4.     I witnessed the captain (who will remain nameless) of one of the ships I cruised upon this month badmouthing his competition in front of several media representatives, on more than one occasion. This is just about the most unprofessional behavior in which a travel company employee can be engaged, so I hope that his employer sets him straight. Furthermore, if something does appear to be lacking or wrong with an industry supplier’s product or service, it is the responsibility of an unbiased media (people like me) to disseminate that information.

5.     In between a morning excursion and an afternoon concert of Amsterdam’s world-renowned Royal Concertgebouw Orchestra, I stopped off at a McDonald’s in a residential neighborhood for a burger to tide me over until dinner. Needless to say, it was startling to see the restaurant’s counter employees (apparently legally stoned) stumbling around aimlessly in a daze like zombies, and accomplishing very little in the process. I left hungry after standing in line for 15 minutes and getting no closer to placing my order.

6.     If you thought that winter had long since worn out its welcome here in the U.S., take a look at the accompanying photo which I took in Hoorn, The Netherlands, on the seventh day of spring, Tuesday, March 26.

7.     I am not a big fan of the fancy duvets (“comforters” to us Yankees) that are seemingly very popular these days atop beds in European hotels as well as on numerous cruise ships. Not being a small person, I have found that these padded “appliances” usually end up in a heap on the floor during the night, leaving my bulk uncovered.  Thus it was indeed a pleasure to find some of the most luxurious, high quality bedding I’ve ever snuggled underneath, tucked firmly under my mattress aboard Uniworld’s River Duchess. See the photo for a “happy camper” preparing for a night of restful sleep.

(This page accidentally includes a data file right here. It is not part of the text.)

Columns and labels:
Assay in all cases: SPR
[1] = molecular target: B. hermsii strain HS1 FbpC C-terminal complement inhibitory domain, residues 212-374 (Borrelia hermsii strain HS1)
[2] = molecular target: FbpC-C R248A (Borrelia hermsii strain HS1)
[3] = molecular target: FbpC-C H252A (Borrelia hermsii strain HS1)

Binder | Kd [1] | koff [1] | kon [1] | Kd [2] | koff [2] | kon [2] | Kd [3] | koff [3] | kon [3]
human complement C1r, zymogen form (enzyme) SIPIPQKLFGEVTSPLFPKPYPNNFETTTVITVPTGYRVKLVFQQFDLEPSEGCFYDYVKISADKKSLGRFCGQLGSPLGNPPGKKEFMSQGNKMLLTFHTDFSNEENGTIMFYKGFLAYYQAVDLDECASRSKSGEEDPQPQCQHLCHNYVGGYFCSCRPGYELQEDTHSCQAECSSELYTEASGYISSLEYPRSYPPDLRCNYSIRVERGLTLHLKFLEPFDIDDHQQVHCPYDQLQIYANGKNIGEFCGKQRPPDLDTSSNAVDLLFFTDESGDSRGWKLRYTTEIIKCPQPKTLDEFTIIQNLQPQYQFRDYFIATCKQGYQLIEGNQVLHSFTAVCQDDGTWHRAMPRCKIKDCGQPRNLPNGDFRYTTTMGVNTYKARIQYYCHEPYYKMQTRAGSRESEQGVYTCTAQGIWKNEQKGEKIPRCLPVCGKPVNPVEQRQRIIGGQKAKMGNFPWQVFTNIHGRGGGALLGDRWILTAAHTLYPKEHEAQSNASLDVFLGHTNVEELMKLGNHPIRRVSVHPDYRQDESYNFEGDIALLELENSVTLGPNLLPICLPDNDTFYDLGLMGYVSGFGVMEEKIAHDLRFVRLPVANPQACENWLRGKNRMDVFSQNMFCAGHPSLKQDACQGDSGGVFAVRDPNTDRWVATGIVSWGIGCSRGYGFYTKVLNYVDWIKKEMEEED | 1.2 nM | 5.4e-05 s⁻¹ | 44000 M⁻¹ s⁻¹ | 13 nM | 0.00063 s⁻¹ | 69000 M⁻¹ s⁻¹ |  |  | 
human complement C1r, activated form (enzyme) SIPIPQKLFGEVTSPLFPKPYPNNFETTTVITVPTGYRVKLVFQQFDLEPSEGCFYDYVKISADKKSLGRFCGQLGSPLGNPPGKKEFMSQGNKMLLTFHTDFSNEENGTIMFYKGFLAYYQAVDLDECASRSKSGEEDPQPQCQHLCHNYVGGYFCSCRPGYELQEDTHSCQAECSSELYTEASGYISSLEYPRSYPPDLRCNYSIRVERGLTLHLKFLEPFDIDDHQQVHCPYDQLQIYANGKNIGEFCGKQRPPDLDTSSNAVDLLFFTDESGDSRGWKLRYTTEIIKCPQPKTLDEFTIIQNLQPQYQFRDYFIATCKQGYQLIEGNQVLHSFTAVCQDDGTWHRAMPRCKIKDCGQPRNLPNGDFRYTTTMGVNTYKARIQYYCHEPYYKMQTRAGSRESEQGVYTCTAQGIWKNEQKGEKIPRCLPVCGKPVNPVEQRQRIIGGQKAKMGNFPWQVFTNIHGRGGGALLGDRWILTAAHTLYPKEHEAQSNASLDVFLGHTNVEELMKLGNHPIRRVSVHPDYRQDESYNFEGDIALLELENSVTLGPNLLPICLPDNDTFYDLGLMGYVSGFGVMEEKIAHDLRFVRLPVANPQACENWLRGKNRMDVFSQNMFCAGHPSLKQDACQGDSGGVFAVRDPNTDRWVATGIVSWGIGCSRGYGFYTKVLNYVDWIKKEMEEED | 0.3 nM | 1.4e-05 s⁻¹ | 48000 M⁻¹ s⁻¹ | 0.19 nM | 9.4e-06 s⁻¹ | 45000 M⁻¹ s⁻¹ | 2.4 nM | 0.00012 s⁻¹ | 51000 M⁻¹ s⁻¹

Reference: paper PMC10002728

The author ready for a good night's sleep

Interesting People

by Bob Hoelscher 15. May 2013 20:05


John Harwood

Among the many nice folks I met in March, the following particularly stood out:

1.    John Harwood, a multi-talented Brit who resides in Manaus, Brazil…botanist, author, poet, troubadour and a member of SeaDream II’s Expedition Team

2.    Carl and Judy Eben from San Francisco: Very experienced world travelers and simply one of the nicest couples I have ever been fortunate to meet

3.    Myriam Hembrechts, lecturer aboard Vantage’s River Splendor, who appeared to know more about the subject of Belgian chocolate than would be thought humanly possible 

4.    Neil Oliver, archaeologist, BBC Television personality, and Viking River Cruises lecturer, who gave a fascinating presentation on the history of the Vikings

5.    Rik Sprengers, Cruise Manager aboard Uniworld’s River Duchess: The embodiment of cordiality, knowledge and customer service after 11 years on Europe’s rivers and waterways


Carl Eben (on Monkey Island, Colombia)


Myriam Hembrechts


Rik Sprengers

Interesting Places

by Bob Hoelscher 15. May 2013 19:56


The Leticia Fish Market

What would the travel industry be without unique places to visit? Sometimes it is the unexpected out-of-the-ordinary destinations that stand out in your mind after a trip.

Here are just a few of the gems I discovered during March while traveling internationally to experience the vessels and hospitality of four different cruise lines to the Amazon River in Peru and Columbia and to the rivers of The Netherlands and Belgium.

1.    The Leticia Fish Market in Columbia is where I learned that, contrary to popular belief, residents along the Amazon River actually eat a lot more piranhas than the other way around.

2.    The Enkhuizen Museum in The Netherlands’ is the picturesque answer to Mystic Seaport, Old Sturbridge Village or Colonial Williamsburg.
 
3.    Museum Het Schip (The Ship) on a Viking River Cruises excursion is a fascinating example of social housing and Amsterdam School architecture dates from the beginning of 20th century.

4.    The Grand Café Horta in Antwerp is the site of a outstanding dinner gala and entertainment included for participants in Vantage’s Naming Ceremony and pre-inaugural cruise of River Splendor.

5.    De Doelen, Rotterdam’s performing arts center looks like an ugly box on the outside, but oh what aural pleasures await inside! The center boasts incredibly fine acoustics for a thrilling Rotterdam Philharmonic concert.